Announcement Doomsday Clock 2023 – live


What is the Doomsday Clock and what does it tell us?

According to experts, the world is closer to oblivion than ever before.

The Doomsday Clock – intended to keep track of how much danger humanity is in – received its annual adjustment on Tuesday.

It was moved to 90 seconds to midnight. That was closer to midnight than the existing time of 100 seconds to midnight, which was set in 2019 and has remained the same since.

The time from 100 seconds to midnight was already closer to oblivion than it had ever been set before.

Time is dictated by the Bulletin of the Atomic Scientists, which has maintained it since 1947, amid fears of nuclear war. It’s never been closer to midnight than now.


Bulletin is posting its statement in Ukrainian and Russian for the first time

In recognition of the dangers of the war in Ukraine and its contribution to moving the clock forward, the Bulletin took the unprecedented step of publishing this year’s statement on its decision in Russian, Ukrainian and English. When announcing the decision, it said it hoped seeing the text in war capitals would help.

Andreas GriffinJanuary 24, 2023 7:20 PM


‘Turn back the Clock’, says CEO of group behind it

Rachel Bronson, the chief executive of the Bulletin of the Atomic Scientists and the leader of today’s announcement, has urged the world to help reverse the dangers it identified.

“We live in a time of unprecedented danger, and the Doomsday Clock time reflects that reality. 90 seconds to midnight is the closest the clock has ever been set to midnight, and it’s a decision our experts don’t take lightly,” Bronson said in a statement. “The US government, its NATO allies and Ukraine have many channels for dialogue; we are urging leaders to explore each as best they can to turn back the clock.”

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Andreas GriffinJanuary 24, 2023 6:50 PM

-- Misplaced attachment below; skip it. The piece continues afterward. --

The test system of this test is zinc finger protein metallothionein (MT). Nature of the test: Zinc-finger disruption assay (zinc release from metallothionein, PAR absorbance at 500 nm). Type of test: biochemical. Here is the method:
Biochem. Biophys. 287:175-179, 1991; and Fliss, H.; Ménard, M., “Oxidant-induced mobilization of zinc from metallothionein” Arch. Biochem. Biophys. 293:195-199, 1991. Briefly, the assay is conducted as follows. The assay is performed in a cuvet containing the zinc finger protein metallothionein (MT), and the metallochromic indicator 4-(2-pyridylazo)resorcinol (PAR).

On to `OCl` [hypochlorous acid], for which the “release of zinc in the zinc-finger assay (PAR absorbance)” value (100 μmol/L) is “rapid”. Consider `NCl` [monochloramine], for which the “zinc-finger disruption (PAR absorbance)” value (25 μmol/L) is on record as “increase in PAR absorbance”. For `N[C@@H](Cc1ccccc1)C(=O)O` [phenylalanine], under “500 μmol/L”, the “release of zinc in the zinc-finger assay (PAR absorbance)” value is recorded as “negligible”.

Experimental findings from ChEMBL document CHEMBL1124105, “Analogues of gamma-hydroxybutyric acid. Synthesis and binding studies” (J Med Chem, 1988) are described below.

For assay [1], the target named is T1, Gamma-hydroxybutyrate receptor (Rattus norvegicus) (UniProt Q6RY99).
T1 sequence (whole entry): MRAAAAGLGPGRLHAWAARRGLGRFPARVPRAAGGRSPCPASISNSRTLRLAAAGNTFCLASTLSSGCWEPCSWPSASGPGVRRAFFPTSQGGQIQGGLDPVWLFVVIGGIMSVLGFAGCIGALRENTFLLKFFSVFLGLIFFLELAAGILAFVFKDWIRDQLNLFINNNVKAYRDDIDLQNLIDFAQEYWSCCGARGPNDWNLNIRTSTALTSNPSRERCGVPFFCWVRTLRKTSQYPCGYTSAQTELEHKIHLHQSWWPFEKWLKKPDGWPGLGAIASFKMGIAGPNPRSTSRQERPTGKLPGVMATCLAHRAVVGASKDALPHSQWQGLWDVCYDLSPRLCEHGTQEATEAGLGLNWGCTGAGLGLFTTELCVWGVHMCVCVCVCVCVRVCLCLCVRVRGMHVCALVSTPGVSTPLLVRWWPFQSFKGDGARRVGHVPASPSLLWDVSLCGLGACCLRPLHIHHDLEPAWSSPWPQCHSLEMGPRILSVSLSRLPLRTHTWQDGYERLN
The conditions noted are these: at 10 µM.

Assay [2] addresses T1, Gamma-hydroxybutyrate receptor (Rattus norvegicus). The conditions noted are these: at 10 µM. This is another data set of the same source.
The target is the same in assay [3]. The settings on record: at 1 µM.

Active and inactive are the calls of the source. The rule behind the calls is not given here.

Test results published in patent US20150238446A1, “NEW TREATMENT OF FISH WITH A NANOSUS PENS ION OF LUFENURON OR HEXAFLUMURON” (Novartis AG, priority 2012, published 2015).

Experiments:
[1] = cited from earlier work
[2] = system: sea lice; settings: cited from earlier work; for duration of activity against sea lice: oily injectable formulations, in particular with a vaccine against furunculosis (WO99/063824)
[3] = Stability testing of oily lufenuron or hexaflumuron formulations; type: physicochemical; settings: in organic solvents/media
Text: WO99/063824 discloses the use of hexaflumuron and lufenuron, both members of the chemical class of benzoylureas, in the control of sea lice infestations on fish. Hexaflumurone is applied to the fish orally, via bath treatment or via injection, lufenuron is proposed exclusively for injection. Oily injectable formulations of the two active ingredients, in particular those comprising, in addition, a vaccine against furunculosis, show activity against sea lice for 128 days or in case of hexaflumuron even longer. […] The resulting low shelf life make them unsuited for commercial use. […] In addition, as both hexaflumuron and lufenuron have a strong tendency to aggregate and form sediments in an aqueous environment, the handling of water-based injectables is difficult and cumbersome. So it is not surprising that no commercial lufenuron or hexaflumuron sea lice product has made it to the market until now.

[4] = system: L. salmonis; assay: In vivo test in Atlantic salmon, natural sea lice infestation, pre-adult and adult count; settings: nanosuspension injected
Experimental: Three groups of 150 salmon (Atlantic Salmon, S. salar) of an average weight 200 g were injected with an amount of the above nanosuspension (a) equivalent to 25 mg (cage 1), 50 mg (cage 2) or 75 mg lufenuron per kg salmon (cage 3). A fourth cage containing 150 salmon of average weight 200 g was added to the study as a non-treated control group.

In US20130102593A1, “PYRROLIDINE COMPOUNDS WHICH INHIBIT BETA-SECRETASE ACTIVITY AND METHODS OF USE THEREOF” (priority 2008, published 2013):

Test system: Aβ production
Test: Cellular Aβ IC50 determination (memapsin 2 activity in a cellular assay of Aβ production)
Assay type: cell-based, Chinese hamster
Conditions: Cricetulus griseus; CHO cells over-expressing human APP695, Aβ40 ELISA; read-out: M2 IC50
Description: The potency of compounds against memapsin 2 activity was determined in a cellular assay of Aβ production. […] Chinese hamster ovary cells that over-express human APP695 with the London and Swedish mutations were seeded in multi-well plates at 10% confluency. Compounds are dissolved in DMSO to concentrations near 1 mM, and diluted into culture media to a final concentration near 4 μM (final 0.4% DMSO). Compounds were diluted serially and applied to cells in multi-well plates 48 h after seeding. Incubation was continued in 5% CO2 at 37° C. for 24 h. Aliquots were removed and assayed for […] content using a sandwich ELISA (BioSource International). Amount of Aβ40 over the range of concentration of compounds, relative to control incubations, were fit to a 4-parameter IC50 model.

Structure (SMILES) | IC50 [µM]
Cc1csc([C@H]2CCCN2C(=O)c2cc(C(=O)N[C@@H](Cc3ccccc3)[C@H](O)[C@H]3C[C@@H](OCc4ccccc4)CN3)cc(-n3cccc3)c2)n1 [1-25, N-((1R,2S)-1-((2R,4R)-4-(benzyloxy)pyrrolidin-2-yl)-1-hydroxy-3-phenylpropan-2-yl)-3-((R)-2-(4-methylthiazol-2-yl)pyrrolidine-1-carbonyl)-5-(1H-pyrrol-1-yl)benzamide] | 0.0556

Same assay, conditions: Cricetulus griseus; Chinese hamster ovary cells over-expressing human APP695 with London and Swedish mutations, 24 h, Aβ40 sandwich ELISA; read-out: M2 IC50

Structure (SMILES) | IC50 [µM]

War is not the only danger, Bulletin warns

Almost all of today’s announcements focused on the war in Ukraine and the wider lessons for the geopolitical community. But other experts cautioned that this should not mean forgetting the other dangers facing humanity, such as the ongoing threat of pandemics.

It pointed to a series of problems: Covid-19 and the fact that something similar could happen again, but also lab accidents that could trigger future pandemics.

“Devastating events like the COVID-19 pandemic can no longer be considered rare once-in-a-century events. However, disease-induced disasters can be avoided if countries around the world collaborate on global health strategies,” said Suzet McKinney, DrPH, Principal and Director of Life Sciences, Sterling Bay, and member of the Science and Security Board (SASB), Bulletin of the atomic scientists.

In its statement, the Bulletin also warned that the war in Ukraine could lead to other types of biological threats.

“Recent events, notably including the Russian invasion of Ukraine and its continued disinformation efforts regarding biological weapons, have changed the landscape of biological threats,” the Bulletin wrote. “The risk of Russia engaging in biological warfare increases as conditions in Ukraine become more chaotic, weakening standards of warfare. The escalation of the war in Ukraine poses a host of potentially existential threats to humanity; one of them is organic.”